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Financing Your Business with the Credit Union

by Thomas Smith

Borrowing money for a business start-up, refinance or expansion is very important to any business. With proper planning this process can be easier than you may expect. Know your business, be prepared and willing to discuss all facets of your business and provide valuable information to the lender. The Credit Union generates income by lending money to members, but also has to protect the memberships’ deposits by assessing loan risk and making well thought-out loan decisions. It should be your objective to present the information in a professional manner and convince the lender that you are a reasonable credit risk.

Sources of Financing

The most common way to borrow money for your business is through your Credit Union. Before applying for a business loan investigate other sources for financing. This can include your own personal savings or borrowing against personal assets. Many new businesses have been started with home equity loans. Borrowing money from relatives and friends may also be an option at lower interest rates, benefiting your business.

Loan Proposal

When meeting with the lender it is very important that you are prepared to discuss your loan request and details about your business. A written loan proposal is suggested to present to the lender. This proposal should include the following:

Introduction: A description of the business, location, age and history of the business, principals involved and their ownership percentage, legal status of the entity, # of employees and tax identification number. State the amount of your loan request and the reason for the request.

Management: A resume’ showing experience, education and skills of the principals.

Products and Services: List the products and services that you offer and how you differentiate them in your industry and market. Include any information about products and services that you may be developing. How do you plan to market those products and services?

Financial Statements: For an existing business provide 3-years tax returns and/or accountant prepared income statements and balance sheets along with an interim financial statement for the current year. A new business should provide at least a 2-year projected income statement and balance sheet. Provide a personal financial statement and tax returns on each principal of the business.

 Collateral: Provide a list of assets that the business has to pledge as collateral. This can include a depreciation schedule, inventory listing and accounts receivable aging. Collateral is typically discounted by lenders in order to conservatively consider the market value or liquidation value. Depending on the type of loan request and the information provided, the lender may require additional information.



Every business needs to work closely with an Attorney and a Certified Public Accountant (CPA). An Attorney can assist in setting up your new business entity, provide consultation on any legal issues while you are in business and help with any tax planning or ownership succession. A CPA will assist in providing accurate financial information, projections, tax reporting or planning for your business. There are also local Business Development Centers that can assist in writing business plans and loan proposals.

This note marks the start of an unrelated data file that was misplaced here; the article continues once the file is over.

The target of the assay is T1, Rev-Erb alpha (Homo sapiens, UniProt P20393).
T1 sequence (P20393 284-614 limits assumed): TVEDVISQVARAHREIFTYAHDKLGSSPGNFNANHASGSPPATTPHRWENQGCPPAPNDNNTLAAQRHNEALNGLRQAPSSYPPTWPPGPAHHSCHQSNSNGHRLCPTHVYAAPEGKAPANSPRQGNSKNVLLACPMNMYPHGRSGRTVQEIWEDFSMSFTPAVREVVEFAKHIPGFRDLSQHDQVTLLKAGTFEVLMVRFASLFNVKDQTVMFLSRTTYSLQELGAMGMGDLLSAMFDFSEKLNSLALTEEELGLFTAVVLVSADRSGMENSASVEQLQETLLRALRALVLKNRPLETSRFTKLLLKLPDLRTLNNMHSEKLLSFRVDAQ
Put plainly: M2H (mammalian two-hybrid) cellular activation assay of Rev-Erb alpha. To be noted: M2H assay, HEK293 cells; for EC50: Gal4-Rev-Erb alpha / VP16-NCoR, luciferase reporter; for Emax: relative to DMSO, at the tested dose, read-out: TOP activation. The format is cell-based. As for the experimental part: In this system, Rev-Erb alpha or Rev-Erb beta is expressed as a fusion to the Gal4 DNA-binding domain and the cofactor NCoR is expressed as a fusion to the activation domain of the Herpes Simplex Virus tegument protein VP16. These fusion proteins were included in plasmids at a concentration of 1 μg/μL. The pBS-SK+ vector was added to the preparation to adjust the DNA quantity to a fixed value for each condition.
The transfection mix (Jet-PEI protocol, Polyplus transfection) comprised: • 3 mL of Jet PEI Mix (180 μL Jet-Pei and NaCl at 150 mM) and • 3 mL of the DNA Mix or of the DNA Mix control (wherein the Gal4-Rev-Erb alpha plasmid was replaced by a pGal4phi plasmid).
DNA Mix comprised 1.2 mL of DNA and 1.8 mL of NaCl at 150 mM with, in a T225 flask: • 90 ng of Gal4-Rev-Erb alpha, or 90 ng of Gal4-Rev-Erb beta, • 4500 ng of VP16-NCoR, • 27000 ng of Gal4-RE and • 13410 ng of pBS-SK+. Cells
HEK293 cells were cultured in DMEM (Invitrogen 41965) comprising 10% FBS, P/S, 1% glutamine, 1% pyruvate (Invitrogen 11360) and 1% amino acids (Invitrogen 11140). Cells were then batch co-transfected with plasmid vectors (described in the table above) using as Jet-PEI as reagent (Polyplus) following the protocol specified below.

How does the Credit Union make its decisions?

The Credit Union has its own policies and federal regulations that it must abide by in making a credit decision. The five C’s of Credit are the primary factors in making a loan decision.

 Cash Flow: The primary factor in a loan decision is the borrower’s ability to repay the debt. The Credit Union will review the projections or historical financial information to determine your company’s ability to repay the debt. Your Cash Flow must exceed your debt service.

 Collateral: The assets that your business owns or purchases will be pledged to the Credit Union to secure the loan(s) requested. The Credit Union will discount the value of those assets according to their policies. If there is not adequate collateral coverage, the Credit Union may require additional collateral such as personal assets.

 Character: Does your business pay its bills in a timely manner? A personal credit bureau will also be ordered on the principals of the business to determine their debt repayment history. At time of application let the Credit Union know of any credit history problems and explain those problems.

 Capitalization:Your company’s balance sheet will be reviewed for sufficient capital. This includes retained earnings and your company’s net worth. Your company’s total assets should exceed total liabilities.

 Conditions: What external factors affect your business? Industry conditions, economic trends and competition may affect the success of your business. Explain these factors with the lender. Be prepared to discuss the management structure of your business. This is valuable information in determining succession management and the future of your business.

There is a great deal involved in applying for a business loan. Talk with the lender throughout the process to make sure they have the information they need. Use the lender or an accountant as a counselor in determining proper loan structure and realistic assumptions in the projection process. Be confident in presenting the loan proposal. Remember, you want to convince the Credit Union that you and your business are a reasonable credit risk.